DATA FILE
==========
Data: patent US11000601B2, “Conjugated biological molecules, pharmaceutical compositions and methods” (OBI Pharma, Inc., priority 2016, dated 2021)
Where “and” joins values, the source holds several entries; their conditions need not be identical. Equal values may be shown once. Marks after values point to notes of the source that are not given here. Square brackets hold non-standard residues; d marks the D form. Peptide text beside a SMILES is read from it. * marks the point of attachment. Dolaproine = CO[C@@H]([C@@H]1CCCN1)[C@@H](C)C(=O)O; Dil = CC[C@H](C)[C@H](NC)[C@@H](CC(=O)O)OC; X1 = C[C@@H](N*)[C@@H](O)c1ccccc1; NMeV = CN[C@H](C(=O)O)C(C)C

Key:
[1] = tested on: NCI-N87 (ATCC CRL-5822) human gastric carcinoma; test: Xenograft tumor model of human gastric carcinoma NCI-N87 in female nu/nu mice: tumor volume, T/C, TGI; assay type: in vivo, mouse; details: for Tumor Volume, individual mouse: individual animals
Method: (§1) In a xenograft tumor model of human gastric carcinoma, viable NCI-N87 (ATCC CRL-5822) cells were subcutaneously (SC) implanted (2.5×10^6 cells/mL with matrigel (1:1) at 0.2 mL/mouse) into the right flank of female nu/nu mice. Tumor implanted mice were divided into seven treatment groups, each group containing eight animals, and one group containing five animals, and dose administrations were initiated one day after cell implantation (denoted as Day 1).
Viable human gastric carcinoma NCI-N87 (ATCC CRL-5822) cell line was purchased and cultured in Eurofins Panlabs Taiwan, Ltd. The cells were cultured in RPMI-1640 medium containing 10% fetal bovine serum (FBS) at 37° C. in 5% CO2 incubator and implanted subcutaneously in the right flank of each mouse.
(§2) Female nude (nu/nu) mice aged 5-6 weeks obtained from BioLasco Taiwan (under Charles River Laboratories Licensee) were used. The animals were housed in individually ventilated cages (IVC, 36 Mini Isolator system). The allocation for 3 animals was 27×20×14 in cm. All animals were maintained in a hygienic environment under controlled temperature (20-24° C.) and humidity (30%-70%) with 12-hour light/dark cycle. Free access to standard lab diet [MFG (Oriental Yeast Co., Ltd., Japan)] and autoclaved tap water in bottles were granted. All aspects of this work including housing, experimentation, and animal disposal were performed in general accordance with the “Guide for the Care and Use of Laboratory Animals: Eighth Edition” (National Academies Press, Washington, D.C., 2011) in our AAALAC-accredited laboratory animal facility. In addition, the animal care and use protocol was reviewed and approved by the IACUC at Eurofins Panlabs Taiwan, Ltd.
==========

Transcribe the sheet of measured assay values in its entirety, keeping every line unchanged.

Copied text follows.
Data: patent US11000601B2, “Conjugated biological molecules, pharmaceutical compositions and methods” (OBI Pharma, Inc., priority 2016, dated 2021)
Where “and” joins values, the source holds several entries; their conditions need not be identical. Equal values may be shown once. Marks after values point to notes of the source that are not given here. Square brackets hold non-standard residues; d marks the D form. Peptide text beside a SMILES is read from it. * marks the point of attachment. Dolaproine = CO[C@@H]([C@@H]1CCCN1)[C@@H](C)C(=O)O; Dil = CC[C@H](C)[C@H](NC)[C@@H](CC(=O)O)OC; X1 = C[C@@H](N*)[C@@H](O)c1ccccc1; NMeV = CN[C@H](C(=O)O)C(C)C

Key:
[1] = tested on: NCI-N87 (ATCC CRL-5822) human gastric carcinoma; test: Xenograft tumor model of human gastric carcinoma NCI-N87 in female nu/nu mice: tumor volume, T/C, TGI; assay type: in vivo, mouse; details: for Tumor Volume, individual mouse: individual animals
Method: (§1) In a xenograft tumor model of human gastric carcinoma, viable NCI-N87 (ATCC CRL-5822) cells were subcutaneously (SC) implanted (2.5×10^6 cells/mL with matrigel (1:1) at 0.2 mL/mouse) into the right flank of female nu/nu mice. Tumor implanted mice were divided into seven treatment groups, each group containing eight animals, and one group containing five animals, and dose administrations were initiated one day after cell implantation (denoted as Day 1).
Viable human gastric carcinoma NCI-N87 (ATCC CRL-5822) cell line was purchased and cultured in Eurofins Panlabs Taiwan, Ltd. The cells were cultured in RPMI-1640 medium containing 10% fetal bovine serum (FBS) at 37° C. in 5% CO2 incubator and implanted subcutaneously in the right flank of each mouse.
(§2) Female nude (nu/nu) mice aged 5-6 weeks obtained from BioLasco Taiwan (under Charles River Laboratories Licensee) were used. The animals were housed in individually ventilated cages (IVC, 36 Mini Isolator system). The allocation for 3 animals was 27×20×14 in cm. All animals were maintained in a hygienic environment under controlled temperature (20-24° C.) and humidity (30%-70%) with 12-hour light/dark cycle. Free access to standard lab diet [MFG (Oriental Yeast Co., Ltd., Japan)] and autoclaved tap water in bottles were granted. All aspects of this work including housing, experimentation, and animal disposal were performed in general accordance with the “Guide for the Care and Use of Laboratory Animals: Eighth Edition” (National Academies Press, Washington, D.C., 2011) in our AAALAC-accredited laboratory animal facility. In addition, the animal care and use protocol was reviewed and approved by the IACUC at Eurofins Panlabs Taiwan, Ltd.